McLaren 720S review – most capable and complete supercar ever

McLaren’s road car division is less than a decade old, yet it’s redefined what the supercar is capable of

This has been a long time coming. More than a year after our overseas contemporaries had been able to wring the neck of McLaren’s first proper replacement for the model that began life as the MP4-12C, finally we’ve managed to get hold of the 720S and see if the praise heaped upon its futuristic body has been justified.

There were some pointed questions raised at our most recent eCoty, about why this new McLaren wasn’t the recipient of the main gong – hell, why wasn’t it even in the running? And the simple fact of the matter is that we hadn’t been able to drive it ourselves, hard on this region’s roads or otherwise. To say our anticipation for this moment has been high would be a gross understatement. This car, if it’s as good as others have said it is, could be the biggest game changer of the past decade. Could we end up discovering that the Huracán Performante wasn’t the most worthy recipient our Supercar of the Year award, after all? At long last it’s time to find out.

This is no cosmetic refresh of the 650S. The 720S (that number represents, as is par for the course, its metric horsepower output) is almost entirely new but it’s perhaps worth noting at this juncture that McLaren has only been building road cars since 2011. In just seven years it has achieved some staggering results and this car is the distillation of everything the company now knows

McLaren’s first attempt at a series production road car was the MP4-12C. It was pretty, rather than stunning to look at, and it came in for a lot of flak for not being exciting enough, despite having been designed and engineered to be as devastatingly fast as possible in all conditions. It did all that with almost sneering superiority but the detractors had a point: despite the speed and the handling prowess and the way it could take corners, it just didn’t feel or sound like something that had been built by humans. It was aloof and better than you, and it knew it.

After a while the nomenclature changed to simply “12C” and the car was tweaked here and there, made more reliable and, truth be told, showed that McLaren really had been too early to market with it. But as a mission statement it had done its work and when the almighty P1 hybrid hypercar tyresmoked its way onto the scene, many of us thought (hoped) the 12C’s replacement would capture some of the unhinged insanity of that makes it so revered. Instead we got the 650S, which was faster than the 12C, even more refined and less pretty. The only thing it had inherited from the P1 was its front-end styling and it didn’t really look right.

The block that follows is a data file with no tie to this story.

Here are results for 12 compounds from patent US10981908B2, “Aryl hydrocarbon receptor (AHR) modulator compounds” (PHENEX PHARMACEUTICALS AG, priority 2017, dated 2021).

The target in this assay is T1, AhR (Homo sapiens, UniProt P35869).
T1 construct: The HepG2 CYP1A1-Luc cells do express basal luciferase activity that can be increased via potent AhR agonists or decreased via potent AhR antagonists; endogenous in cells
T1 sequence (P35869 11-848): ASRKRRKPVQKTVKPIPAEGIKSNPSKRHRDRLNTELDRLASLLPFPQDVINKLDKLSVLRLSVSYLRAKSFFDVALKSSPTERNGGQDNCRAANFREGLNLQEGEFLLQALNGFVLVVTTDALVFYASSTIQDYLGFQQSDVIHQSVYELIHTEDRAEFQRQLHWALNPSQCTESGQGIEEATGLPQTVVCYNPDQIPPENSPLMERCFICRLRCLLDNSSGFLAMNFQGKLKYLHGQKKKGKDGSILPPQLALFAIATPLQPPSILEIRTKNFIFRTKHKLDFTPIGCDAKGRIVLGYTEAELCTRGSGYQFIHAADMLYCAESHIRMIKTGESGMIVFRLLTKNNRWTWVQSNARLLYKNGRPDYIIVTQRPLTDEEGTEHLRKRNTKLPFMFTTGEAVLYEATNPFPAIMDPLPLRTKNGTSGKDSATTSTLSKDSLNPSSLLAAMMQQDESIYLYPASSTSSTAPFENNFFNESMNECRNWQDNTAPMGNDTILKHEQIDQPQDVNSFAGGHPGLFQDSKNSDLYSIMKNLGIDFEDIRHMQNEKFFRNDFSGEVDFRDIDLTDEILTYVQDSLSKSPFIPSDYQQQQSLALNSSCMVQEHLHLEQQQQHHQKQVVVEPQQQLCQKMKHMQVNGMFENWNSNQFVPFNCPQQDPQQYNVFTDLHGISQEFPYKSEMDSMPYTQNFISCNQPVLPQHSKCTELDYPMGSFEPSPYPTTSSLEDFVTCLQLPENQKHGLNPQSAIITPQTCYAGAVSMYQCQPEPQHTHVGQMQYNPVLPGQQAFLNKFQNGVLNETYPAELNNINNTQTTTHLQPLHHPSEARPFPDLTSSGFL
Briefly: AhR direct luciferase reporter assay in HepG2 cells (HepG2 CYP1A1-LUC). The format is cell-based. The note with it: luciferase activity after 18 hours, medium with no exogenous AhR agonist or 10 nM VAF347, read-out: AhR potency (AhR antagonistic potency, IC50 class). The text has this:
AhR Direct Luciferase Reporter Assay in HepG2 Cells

Any drive in a 650S can be an epic sortie. As a point-to-point mode of travel, it’s like being teleported between time zones when you start exploring its performance envelope but the distinct lack of personality that blighted the 12C continued here, with the whoosh of the turbos being about the noisiest thing about it. The limited edition 675LT, on the other hand, was much more like it – a snarling beast of a machine that brought genuine fun into the car’s repertoire and showed, if nothing else, some humanity in the way it went about its business.

So with such a short heritage to tap into, the 720S shouldn’t be hampered by the weight of expectation. If it can just bring some of that P1 and 675LT magic to proceedings, combined with an entirely new design language, the chances are that this really will justify all the hype.

The example I’m testing is painted in a hue one might term ‘glossy battleship grey’ with black wheels, the only hint of colour leaping out being the yellow brake calipers. But even in this nondescript combination the complexity of the 720’s physical design shines through. Its superformed aluminium body is a convoluted, captivating amalgam of aerodynamic superiority and can only truly be appreciated when looking at it in the here and now. Photographs really don’t do this thing justice. After the departure of Frank Stephenson, McLaren’s design director, his successor Robert Melville has been able to make his own mark and it’s a resounding success. It looks utterly brilliant.